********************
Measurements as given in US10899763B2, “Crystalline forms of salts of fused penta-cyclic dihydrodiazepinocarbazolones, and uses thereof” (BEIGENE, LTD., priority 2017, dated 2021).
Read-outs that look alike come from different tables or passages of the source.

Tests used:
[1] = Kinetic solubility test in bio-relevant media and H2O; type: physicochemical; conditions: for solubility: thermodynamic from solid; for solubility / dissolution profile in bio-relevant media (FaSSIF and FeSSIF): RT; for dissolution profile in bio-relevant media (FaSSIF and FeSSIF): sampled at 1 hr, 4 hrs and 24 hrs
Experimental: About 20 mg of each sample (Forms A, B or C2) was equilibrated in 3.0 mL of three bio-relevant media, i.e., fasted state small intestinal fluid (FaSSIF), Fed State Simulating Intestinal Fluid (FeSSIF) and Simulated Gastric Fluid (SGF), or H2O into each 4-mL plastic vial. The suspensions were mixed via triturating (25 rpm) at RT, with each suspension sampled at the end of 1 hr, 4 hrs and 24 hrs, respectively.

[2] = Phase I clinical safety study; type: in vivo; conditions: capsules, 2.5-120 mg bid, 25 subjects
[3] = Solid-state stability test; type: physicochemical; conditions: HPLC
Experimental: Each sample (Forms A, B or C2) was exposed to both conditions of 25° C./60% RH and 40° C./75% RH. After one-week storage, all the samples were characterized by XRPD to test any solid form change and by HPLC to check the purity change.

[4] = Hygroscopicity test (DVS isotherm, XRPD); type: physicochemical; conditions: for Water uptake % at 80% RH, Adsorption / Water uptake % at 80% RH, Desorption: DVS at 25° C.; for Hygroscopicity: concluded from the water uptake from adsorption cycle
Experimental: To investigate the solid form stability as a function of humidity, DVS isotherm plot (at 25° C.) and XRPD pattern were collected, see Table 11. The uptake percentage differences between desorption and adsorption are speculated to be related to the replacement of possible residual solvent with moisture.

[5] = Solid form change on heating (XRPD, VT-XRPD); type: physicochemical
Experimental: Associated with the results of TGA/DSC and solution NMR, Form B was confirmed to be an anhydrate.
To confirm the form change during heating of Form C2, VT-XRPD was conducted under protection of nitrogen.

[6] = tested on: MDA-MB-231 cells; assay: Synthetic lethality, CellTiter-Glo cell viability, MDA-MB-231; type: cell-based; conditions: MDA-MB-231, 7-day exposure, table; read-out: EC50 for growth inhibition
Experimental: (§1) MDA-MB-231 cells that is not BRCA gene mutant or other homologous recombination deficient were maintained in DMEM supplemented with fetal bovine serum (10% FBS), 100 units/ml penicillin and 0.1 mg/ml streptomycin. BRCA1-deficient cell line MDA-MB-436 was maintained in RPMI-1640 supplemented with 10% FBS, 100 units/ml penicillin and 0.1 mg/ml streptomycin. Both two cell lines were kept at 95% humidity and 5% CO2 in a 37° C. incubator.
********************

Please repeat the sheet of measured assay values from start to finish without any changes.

Measurements as given in US10899763B2, “Crystalline forms of salts of fused penta-cyclic dihydrodiazepinocarbazolones, and uses thereof” (BEIGENE, LTD., priority 2017, dated 2021).
Read-outs that look alike come from different tables or passages of the source.

Tests used:
[1] = Kinetic solubility test in bio-relevant media and H2O; type: physicochemical; conditions: for solubility: thermodynamic from solid; for solubility / dissolution profile in bio-relevant media (FaSSIF and FeSSIF): RT; for dissolution profile in bio-relevant media (FaSSIF and FeSSIF): sampled at 1 hr, 4 hrs and 24 hrs
Experimental: About 20 mg of each sample (Forms A, B or C2) was equilibrated in 3.0 mL of three bio-relevant media, i.e., fasted state small intestinal fluid (FaSSIF), Fed State Simulating Intestinal Fluid (FeSSIF) and Simulated Gastric Fluid (SGF), or H2O into each 4-mL plastic vial. The suspensions were mixed via triturating (25 rpm) at RT, with each suspension sampled at the end of 1 hr, 4 hrs and 24 hrs, respectively.

[2] = Phase I clinical safety study; type: in vivo; conditions: capsules, 2.5-120 mg bid, 25 subjects
[3] = Solid-state stability test; type: physicochemical; conditions: HPLC
Experimental: Each sample (Forms A, B or C2) was exposed to both conditions of 25° C./60% RH and 40° C./75% RH. After one-week storage, all the samples were characterized by XRPD to test any solid form change and by HPLC to check the purity change.

[4] = Hygroscopicity test (DVS isotherm, XRPD); type: physicochemical; conditions: for Water uptake % at 80% RH, Adsorption / Water uptake % at 80% RH, Desorption: DVS at 25° C.; for Hygroscopicity: concluded from the water uptake from adsorption cycle
Experimental: To investigate the solid form stability as a function of humidity, DVS isotherm plot (at 25° C.) and XRPD pattern were collected, see Table 11. The uptake percentage differences between desorption and adsorption are speculated to be related to the replacement of possible residual solvent with moisture.

[5] = Solid form change on heating (XRPD, VT-XRPD); type: physicochemical
Experimental: Associated with the results of TGA/DSC and solution NMR, Form B was confirmed to be an anhydrate.
To confirm the form change during heating of Form C2, VT-XRPD was conducted under protection of nitrogen.

[6] = tested on: MDA-MB-231 cells; assay: Synthetic lethality, CellTiter-Glo cell viability, MDA-MB-231; type: cell-based; conditions: MDA-MB-231, 7-day exposure, table; read-out: EC50 for growth inhibition
Experimental: (§1) MDA-MB-231 cells that is not BRCA gene mutant or other homologous recombination deficient were maintained in DMEM supplemented with fetal bovine serum (10% FBS), 100 units/ml penicillin and 0.1 mg/ml streptomycin. BRCA1-deficient cell line MDA-MB-436 was maintained in RPMI-1640 supplemented with 10% FBS, 100 units/ml penicillin and 0.1 mg/ml streptomycin. Both two cell lines were kept at 95% humidity and 5% CO2 in a 37° C. incubator.